+ Site Statistics
References:
54,258,434
Abstracts:
29,560,870
PMIDs:
28,072,757
+ Search Articles
+ Subscribe to Site Feeds
Most Shared
PDF Full Text
+ PDF Full Text
Request PDF Full Text
+ Follow Us
Follow on Facebook
Follow on Twitter
Follow on LinkedIn
+ Translate
+ Recently Requested

Cortisol, contingency learning, and memory in preterm and full-term infants



Cortisol, contingency learning, and memory in preterm and full-term infants



Psychoneuroendocrinology 31(1): 108-117



Cortisol plays an important role in learning and memory. An inverted-U shaped function has been proposed to account for the positive and negative effects of cortisol on cognitive performance and memory in adults, such that too little or too much impair but moderate amounts facilitate performance. Whether such relationships between cortisol and mental function apply to early infancy, when cortisol secretion, learning, and memory undergo rapid developmental changes, is unknown. We compared relationships between learning/memory and cortisol in preterm and full-term infants and examined whether a greater risk for adrenal insufficiency associated with prematurity produces differential cortisol-memory relationships. Learning in three-month old (corrected for gestational age) preterm and full-term infants was evaluated using a conjugate reinforcement mobile task. Memory was tested by repeating the same task 24h later. Salivary cortisol samples were collected before and 20 min after the presentation of the mobile. We found that preterm infants had lower cortisol levels and smaller cortisol responses than full-term infants. This is consistent with relative adrenal insufficiency reported in the neonatal period. Infants who showed increased cortisol levels from 0 to 20 min on Day 1 had significantly better memory, regardless of prematurity, than infants who showed decreased cortisol levels.

(PDF emailed within 0-6 h: $19.90)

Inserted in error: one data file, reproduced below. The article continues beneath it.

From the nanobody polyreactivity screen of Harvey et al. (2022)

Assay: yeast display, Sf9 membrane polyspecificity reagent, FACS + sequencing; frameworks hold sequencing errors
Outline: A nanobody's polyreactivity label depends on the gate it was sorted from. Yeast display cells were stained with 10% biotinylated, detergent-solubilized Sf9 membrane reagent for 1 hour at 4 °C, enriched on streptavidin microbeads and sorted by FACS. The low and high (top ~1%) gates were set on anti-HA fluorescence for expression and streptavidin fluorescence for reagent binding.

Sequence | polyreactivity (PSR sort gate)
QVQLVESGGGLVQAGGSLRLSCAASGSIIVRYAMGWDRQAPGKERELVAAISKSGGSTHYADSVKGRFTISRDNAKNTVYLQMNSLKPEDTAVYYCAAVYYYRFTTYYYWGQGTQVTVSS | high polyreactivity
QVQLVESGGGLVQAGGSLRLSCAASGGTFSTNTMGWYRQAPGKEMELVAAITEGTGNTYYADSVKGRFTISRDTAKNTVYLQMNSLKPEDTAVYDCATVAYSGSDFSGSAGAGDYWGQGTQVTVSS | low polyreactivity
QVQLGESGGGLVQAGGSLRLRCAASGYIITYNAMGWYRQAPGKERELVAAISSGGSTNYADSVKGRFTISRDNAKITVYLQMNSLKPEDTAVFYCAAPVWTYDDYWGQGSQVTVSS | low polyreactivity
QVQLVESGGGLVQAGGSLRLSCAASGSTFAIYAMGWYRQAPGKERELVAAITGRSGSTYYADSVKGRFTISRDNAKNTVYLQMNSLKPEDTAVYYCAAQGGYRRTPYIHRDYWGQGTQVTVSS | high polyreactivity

Accession: 011906862

Download citation: RISBibTeXText

PMID: 16122876

DOI: 10.1016/j.psyneuen.2005.06.007


Related references

Contingency Learning and Reactivity in Preterm and Full-Term Infants at 3 Months. Infancy 13(6): 570-595, 2008

The relative kicking frequency of infants born full-term and preterm during learning and short-term and long-term memory periods of the mobile paradigm. Physical Therapy 85(1): 8-18, 2004

Physiological correlates of memory recall in infancy: vagal tone, cortisol, and imitation in preterm and full-term infants at 6 months. Infant Behavior and Development 33(2): 219-234, 2010

The performance of infants born preterm and full-term in the mobile paradigm: learning and memory. Physical Therapy 84(9): 808-821, 2004

Patterns of motherinfant interaction and contingency learning in full-term infants. Infant and Child Development 6(1): 37-45, 1997

Serum cortisol levels the 1st 10 days in full term and preterm infants. Israel Journal of Medical Sciences 21(2): 170-172, 1985

Serum cortisol levels: the first 10 days in full-term and preterm infants. Israel Journal of Medical Sciences 21(2): 170-172, 1985

Location memory in healthy preterm and full-term infants. Infant Behavior & Development 19(3): 309-323, 1996

The Dietary Composition of Women Who Delivered Healthy Full-Term Infants, Preterm Infants, and Full-Term Infants Who Were Small for Gestational Age. Biological Research for Nursing 17(5): 495-502, 2016

Effects of haptic cues on visual recognition memory in full term and preterm infants. Infant Behavior & Development 2(1): 55-68, 1979

The emergence of top-down, sensory prediction during learning in infancy: A comparison of full-term and preterm infants. Developmental Psychobiology 60(5): 544-556, 2018

Attention and recognition memory in the 1st year of life: a longitudinal study of preterm and full-term infants. Developmental Psychology 37(1): 135-151, 2001

Assessment and stability of early learning abilities in preterm and full-term infants across the first two years of life. Research in Developmental Disabilities 34(5): 1721-1730, 2013

Electrophysiological evidence of statistical learning of long-distance dependencies in 8-month-old preterm and full-term infants. Brain and Language 148: 25-36, 2016

The Assessment of Preterm Infants' Behavior (APIB): furthering the understanding and measurement of neurodevelopmental competence in preterm and full-term infants. Mental Retardation and Developmental Disabilities Research Reviews 11(1): 94-102, 2005